Spring is a beautiful time of the year as the days become longer and sunshine warms the air. For millions of Americans, springtime can also bring immense suffering with symptoms associated with seasonal allergies (e.g. hay fever or allergic rhinitis).
Allergies are usually caused by environmental irritants like pollens, grasses, molds, foods, and cat or dog dander. Spring and summer seem to be the most troublesome seasons, but allergies can affect people year-round depending on location and pollen and mold counts.
When the body is exposed to an allergen, the immune system is activated, which produces white blood cells and proteins that trigger chemicals (e.g. histamine, cytokines, etc.) to be released. Until the irritant is removed from the body or the body removed from the irritant, the immune system may continue to react causing symptoms to emerge.
Common symptoms of allergies include:
- Runny nose
- Watery eyes
- Itchy eyes, throat, nose, and ears
Less common symptoms may include:
- Cough and/or wheezing
- Skin rashes (sometimes itchy)
Obviously, the best natural cure for allergies is complete removal of the allergen. Unfortunately, we cannot remove, nor would we want to remove, trees and grasses (or cats and dogs!) from our environment. Fortunately, there are many lifestyle modifications and home remedies for allergies that may reduce or eliminate the symptoms.
1. Remove food allergies/sensitivities
Many people suffer from food allergies or food sensitivities that can exacerbate symptoms of hay fever. For example, dairy for some folks can cause mucus production leading to sinus congestion and post-nasal drip. During allergy season, you may want to eliminate the two most common food allergy triggers: gluten and dairy. Although people don’t usually develop a sugar allergy or sensitivity, I also suggest reducing sugar consumption during allergy season as sugar can be pro-inflammatory in the body with the potential of exacerbating allergy symptoms.
2. Minimizing pollen or allergen exposure
After you’ve spent time outdoors, an easy natural remedy for seasonal allergies is to hop in the shower to rinse off any accumulated pollen. This is especially important right before you go to sleep to prevent pollen from entering your bed. If you just finished mowing the lawn, keep your shoes outdoors (or near the doorway) and throw your clothes into the washing machine. On days when pollen counts are high, I also suggest closing your windows to prevent pollen from entering the house. If you suffer from a dust mite allergy, you may want to consider dust mite covers for your bed and pillows to minimize exposure.
3. Invest in an air purifier
There are many types of air purifiers that will reduce the number of circulating allergens in the air. Look for one that has a HEPA filter. My favorite brands are Blueair, Austin Air, and IQAir. These brands are more expensive than what you’d find in your local hardware store, but they are highly effective and reliable. During allergy season, we have two air purifiers running in our home and they make a big difference for our family.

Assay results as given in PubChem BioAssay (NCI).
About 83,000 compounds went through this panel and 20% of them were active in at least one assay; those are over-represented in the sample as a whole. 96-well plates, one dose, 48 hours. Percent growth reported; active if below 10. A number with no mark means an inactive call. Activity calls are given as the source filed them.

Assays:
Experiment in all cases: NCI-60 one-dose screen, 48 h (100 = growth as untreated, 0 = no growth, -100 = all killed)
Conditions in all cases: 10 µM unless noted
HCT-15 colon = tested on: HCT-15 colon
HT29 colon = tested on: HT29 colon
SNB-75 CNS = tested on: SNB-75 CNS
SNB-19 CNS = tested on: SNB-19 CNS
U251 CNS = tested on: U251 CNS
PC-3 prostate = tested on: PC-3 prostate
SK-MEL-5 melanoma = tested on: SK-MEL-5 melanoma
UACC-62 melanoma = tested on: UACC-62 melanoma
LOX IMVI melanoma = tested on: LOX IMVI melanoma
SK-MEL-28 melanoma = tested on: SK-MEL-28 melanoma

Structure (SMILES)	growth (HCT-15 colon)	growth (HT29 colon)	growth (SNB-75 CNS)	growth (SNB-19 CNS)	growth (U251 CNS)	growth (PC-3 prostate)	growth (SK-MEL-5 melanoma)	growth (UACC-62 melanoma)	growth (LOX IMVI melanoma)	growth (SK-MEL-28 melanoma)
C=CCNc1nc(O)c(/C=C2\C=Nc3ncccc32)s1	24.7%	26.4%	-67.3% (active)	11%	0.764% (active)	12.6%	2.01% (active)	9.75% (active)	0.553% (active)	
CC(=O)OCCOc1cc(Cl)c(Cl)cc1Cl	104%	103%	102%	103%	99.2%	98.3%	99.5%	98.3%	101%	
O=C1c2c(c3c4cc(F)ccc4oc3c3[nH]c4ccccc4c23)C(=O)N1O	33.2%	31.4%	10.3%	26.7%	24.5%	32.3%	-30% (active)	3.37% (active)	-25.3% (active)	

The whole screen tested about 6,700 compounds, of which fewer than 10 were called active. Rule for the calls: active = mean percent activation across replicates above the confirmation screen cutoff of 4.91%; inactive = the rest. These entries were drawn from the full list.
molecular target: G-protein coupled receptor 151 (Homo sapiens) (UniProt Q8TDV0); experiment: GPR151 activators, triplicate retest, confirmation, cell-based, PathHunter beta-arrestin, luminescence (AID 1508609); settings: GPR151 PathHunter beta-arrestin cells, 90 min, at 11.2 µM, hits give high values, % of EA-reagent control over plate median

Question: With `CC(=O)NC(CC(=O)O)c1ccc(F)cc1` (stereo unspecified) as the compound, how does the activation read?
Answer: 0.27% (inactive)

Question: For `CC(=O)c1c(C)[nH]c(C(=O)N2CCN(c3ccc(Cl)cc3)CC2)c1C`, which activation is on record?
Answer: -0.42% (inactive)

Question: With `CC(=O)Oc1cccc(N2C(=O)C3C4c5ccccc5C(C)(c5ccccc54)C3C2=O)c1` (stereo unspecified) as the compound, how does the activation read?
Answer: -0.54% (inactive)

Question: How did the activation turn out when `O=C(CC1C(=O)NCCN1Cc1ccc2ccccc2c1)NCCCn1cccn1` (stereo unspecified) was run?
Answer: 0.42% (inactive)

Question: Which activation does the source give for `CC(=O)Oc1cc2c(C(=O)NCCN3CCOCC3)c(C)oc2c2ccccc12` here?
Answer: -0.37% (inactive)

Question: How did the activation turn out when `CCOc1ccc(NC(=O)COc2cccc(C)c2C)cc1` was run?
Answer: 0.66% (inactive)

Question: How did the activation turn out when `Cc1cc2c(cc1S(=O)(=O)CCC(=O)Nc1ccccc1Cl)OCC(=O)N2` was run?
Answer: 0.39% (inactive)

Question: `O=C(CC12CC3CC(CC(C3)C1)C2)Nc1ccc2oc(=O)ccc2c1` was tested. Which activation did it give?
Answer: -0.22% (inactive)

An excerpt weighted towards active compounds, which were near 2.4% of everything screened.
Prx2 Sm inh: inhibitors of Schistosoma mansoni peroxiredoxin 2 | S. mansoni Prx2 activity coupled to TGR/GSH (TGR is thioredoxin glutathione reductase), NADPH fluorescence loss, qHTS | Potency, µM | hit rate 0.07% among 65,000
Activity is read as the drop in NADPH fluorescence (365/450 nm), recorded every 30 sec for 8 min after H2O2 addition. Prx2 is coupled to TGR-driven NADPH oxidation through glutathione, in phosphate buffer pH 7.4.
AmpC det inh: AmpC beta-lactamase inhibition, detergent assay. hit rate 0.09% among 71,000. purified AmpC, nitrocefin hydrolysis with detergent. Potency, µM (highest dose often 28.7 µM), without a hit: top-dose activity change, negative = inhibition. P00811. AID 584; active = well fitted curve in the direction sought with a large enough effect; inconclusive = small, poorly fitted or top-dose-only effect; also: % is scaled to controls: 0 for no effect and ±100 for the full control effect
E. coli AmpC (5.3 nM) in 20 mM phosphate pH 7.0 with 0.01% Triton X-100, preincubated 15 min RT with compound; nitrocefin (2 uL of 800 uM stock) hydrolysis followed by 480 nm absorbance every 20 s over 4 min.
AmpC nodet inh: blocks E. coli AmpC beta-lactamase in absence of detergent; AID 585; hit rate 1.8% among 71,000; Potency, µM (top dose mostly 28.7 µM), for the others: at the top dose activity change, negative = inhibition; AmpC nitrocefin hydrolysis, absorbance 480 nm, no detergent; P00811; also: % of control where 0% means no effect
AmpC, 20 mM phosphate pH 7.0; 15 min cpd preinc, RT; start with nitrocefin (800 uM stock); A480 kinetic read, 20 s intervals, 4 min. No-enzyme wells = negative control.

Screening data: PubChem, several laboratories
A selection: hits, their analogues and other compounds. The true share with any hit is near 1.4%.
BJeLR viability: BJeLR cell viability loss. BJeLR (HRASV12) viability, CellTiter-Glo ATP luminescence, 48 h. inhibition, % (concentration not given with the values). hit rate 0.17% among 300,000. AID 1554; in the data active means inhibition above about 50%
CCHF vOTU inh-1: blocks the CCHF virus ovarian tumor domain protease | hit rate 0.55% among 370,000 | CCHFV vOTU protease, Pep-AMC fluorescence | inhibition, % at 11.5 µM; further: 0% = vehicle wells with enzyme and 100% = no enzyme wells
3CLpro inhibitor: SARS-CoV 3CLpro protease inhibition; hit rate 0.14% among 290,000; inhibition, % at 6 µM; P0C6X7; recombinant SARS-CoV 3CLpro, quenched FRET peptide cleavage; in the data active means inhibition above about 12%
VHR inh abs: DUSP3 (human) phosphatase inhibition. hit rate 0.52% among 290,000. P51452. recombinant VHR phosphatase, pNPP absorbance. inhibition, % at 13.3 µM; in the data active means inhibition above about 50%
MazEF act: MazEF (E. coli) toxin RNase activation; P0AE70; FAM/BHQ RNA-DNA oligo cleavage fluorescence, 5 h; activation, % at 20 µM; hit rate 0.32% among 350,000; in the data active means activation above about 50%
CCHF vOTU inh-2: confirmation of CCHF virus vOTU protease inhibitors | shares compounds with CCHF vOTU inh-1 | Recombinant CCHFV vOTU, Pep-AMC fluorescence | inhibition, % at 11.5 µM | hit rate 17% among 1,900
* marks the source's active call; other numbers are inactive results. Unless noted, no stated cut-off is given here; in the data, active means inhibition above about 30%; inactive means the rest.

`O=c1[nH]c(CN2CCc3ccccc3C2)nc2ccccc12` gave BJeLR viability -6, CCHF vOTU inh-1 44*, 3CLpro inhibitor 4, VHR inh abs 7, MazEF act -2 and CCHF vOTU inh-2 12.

4. Use a NeilMed rinse or neti pot to clean the nasal cavity
Using a neti pot is a great home remedy for allergies. I highly recommend rinsing the sinuses daily with a NeilMed rinse or neti pot as these devices are tremendously helpful for flushing out allergens from the sinuses. Make sure you add a small packet of salt or Xlear to make a saline solution or else you may experience a mild burning sensation. I suggest using filtered water instead of regular tap water to avoid impurities or contamination.
5. Identify and remove mold in your home, office, or car
As many of you may know, I treat a lot of patients with mold toxicity. Mold can show up anywhere within the home where water intrusion is possible. If you detect any musty or moldy smell in your home, you likely have a mold problem which should be further investigated. I’ve seen countless patients come in with classic allergy-like symptoms, which cleared up once the mold problem was remediated and/or they were treated for mold toxicity. Remember, close to 30% of the population is more susceptible to mold illness/toxicity, so make sure you rule out this issue.
6. Take vitamin C
Vitamin C acts like a mild antihistamine and can reduce the severity of allergic reactions. Histamine is a chemical compound your immune cells release in response to an allergen and it can cause itching, redness, swelling, etc. Vitamin C can minimize the effects of histamine. You’ll want to take in a fair amount throughout the day, so aim for 1000 mg three times a day. Higher doses can be taken, but if you develop loose stools, I would suggest cutting down the dose a little.
7. Use nettle leaf
If you’ve ever walked in the woods during spring, you may have noticed the plant stinging nettle growing all around you. As the name implies, stinging nettle can sting if you touch a fresh leaf or stem. But don’t worry, the nettle leaf I recommend is dried and won’t sting you; it actually can be used as a natural remedy for seasonal allergies or symptoms associated with hay fever. Nettle is loaded with minerals and has antihistamine-like properties. In capsule form, aim for 300 mg (or more) three times a day. You can also make a warm tea by adding 1/3 cup dried nettle leaf and 2–3 cups boiling water. Let sit for 15 minutes, strain, and drink throughout the day.
8. Take quercetin
Quercetin is a bioflavonoid that acts as a mast cell stabilizer. Mast cell stabilizers prevent mast cells from releasing histamine and other pro-inflammatory cytokines, which helps to reduce allergy symptoms. You can take it in capsule or powder form. I recommend during allergy season to opt for the powder version (quercetin ascorbate) and add one scoop (1000 mg) to a glass of water. Do this once or twice a day.